PinPoint precision. Both Venue FACTS and Venue C-View also come with PinPoint, a new frameless stereotactic arm that is mounted on top of the CT scanner. PinPoint is similar in concept to Picker's ViewPoint image-guided surgery workstation, although it lacks the functionality of the latter product, which is designed for surgical environments. Interventional radiologists can use PinPoint as a planning tool, such as to view on a CT scan the path of a biopsy needle to a target before the needle is inserted. PinPoint is not intended to be a real-time biopsy aid, Freeman said.
Using CT and fluoroscopy together enables interventional radiologists to obtain benefits of both technologies. For example, CT's contrast and spatial resolution and tomographic images can be useful for seeing anatomy around a biopsy needle, while the lower dose rates of fluoroscopy mean that the technology is in some ways better than CT fluoroscopy for guiding needles, Freeman said.
The Venue concept can cut down on procedure times because patients don't have to be moved around the radiology department to different pieces of equipment. Freeman believes that Venue FACTS can help radiologists cut the time of an interventional procedure down from 45 minutes to as little as 10 minutes, he said.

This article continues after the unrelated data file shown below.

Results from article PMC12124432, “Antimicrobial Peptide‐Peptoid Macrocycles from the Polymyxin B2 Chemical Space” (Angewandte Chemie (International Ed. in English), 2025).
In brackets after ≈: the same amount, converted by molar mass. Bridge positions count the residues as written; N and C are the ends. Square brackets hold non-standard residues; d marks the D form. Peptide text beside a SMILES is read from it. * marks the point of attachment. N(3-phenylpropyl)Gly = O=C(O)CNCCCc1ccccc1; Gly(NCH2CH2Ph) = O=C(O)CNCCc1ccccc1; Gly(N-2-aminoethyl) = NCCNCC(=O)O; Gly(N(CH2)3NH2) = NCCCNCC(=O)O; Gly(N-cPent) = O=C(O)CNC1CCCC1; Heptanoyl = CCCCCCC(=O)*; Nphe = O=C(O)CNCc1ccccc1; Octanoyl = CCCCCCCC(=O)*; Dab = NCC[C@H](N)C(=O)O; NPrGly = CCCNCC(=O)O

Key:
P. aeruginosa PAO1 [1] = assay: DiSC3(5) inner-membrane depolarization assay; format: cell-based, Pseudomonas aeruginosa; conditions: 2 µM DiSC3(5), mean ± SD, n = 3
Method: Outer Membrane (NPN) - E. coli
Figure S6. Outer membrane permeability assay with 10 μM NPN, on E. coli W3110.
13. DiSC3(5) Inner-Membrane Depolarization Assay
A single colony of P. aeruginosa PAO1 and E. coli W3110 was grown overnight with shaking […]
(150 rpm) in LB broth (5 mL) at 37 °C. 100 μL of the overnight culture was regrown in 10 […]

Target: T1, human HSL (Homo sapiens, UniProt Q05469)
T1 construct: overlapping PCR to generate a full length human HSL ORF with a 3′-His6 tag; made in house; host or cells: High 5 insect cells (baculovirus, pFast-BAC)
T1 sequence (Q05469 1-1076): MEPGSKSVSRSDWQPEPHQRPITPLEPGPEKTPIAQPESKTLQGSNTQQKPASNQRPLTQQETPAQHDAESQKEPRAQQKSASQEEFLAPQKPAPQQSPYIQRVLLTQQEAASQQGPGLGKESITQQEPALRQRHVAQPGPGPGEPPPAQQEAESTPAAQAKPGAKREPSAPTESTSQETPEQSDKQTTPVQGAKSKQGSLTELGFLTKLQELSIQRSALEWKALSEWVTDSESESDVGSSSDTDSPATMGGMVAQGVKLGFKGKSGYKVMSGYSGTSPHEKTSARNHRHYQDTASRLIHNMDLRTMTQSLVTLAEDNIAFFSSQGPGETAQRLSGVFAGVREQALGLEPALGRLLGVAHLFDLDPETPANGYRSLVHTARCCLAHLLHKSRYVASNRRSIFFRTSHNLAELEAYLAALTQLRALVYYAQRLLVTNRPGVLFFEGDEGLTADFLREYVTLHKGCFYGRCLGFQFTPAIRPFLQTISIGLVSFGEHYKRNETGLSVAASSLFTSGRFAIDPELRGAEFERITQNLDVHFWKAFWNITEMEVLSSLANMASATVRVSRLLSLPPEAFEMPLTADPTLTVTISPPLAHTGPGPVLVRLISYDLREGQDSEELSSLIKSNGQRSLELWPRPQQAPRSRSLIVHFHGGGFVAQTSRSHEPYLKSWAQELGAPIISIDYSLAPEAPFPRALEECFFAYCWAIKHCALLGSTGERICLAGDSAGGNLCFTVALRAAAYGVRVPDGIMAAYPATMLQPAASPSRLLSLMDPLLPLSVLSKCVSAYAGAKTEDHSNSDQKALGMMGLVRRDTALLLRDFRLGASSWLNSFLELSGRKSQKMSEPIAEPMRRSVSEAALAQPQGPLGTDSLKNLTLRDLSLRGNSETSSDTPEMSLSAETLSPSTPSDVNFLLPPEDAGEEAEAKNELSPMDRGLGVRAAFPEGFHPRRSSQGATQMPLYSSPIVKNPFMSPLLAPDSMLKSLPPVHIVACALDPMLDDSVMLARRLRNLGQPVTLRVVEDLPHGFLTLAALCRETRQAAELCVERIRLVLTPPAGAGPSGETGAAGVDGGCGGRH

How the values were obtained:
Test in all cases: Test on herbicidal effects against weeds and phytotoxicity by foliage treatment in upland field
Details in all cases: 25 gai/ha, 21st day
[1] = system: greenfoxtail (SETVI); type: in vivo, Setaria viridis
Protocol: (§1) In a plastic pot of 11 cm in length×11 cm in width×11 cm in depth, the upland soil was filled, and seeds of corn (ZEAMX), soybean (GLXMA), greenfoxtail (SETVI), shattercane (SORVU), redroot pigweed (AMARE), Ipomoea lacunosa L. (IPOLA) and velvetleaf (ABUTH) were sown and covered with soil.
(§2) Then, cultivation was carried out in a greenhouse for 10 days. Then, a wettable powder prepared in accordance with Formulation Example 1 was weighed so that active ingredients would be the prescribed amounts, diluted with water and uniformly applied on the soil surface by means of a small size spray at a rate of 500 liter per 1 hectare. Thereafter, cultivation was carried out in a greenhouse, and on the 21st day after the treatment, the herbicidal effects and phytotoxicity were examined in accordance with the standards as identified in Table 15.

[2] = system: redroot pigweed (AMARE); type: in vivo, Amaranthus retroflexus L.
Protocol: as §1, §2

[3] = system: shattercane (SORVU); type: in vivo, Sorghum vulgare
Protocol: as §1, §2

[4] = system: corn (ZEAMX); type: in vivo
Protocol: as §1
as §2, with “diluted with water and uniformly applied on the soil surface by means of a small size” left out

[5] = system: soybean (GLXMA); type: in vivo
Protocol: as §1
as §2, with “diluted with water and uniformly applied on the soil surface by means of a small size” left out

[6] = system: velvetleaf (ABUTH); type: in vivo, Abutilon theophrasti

Picker plans to begin installing the first Venue FACTS package at the University of Virginia in Charlottesville this month. Other systems will be going into Cleveland University Hospital, Hershey Medical Center in Hershey, PA, and Liège University in Liège, Belgium.
Picker still requires Food and Drug Administration clearance for the PinPoint and FACTS components of the package before it can begin commercial sales of Venue, but Freeman said Picker has already filed regulatory applications. Venue FACTS will carry a list price in the range of $345,000 for a package including PinPoint and FACTS, a price that does not include the CT scanner. Venue can operate with any Picker spiral CT system.
It was still too early for any papers on Venue to be presented at the SCVIR meeting, but Picker expects presentations will be ready for this year's RSNA conference. Picker has high hopes for the technology, based on its reception by interventional radiologists at the RSNA and SCVIR meetings. The increasing use of medical imaging technologies like CT and fluoroscopy as part of therapy procedures should also give sales a boost.
"I don't think everyone is going to get one, but I think it's going to go all the way down to the 50-bed hospital, because of the way healthcare reform is demanding that you do more and more procedures at the same time with the same piece of equipment," Freeman said. "I think it's going to be pervasive in a few years."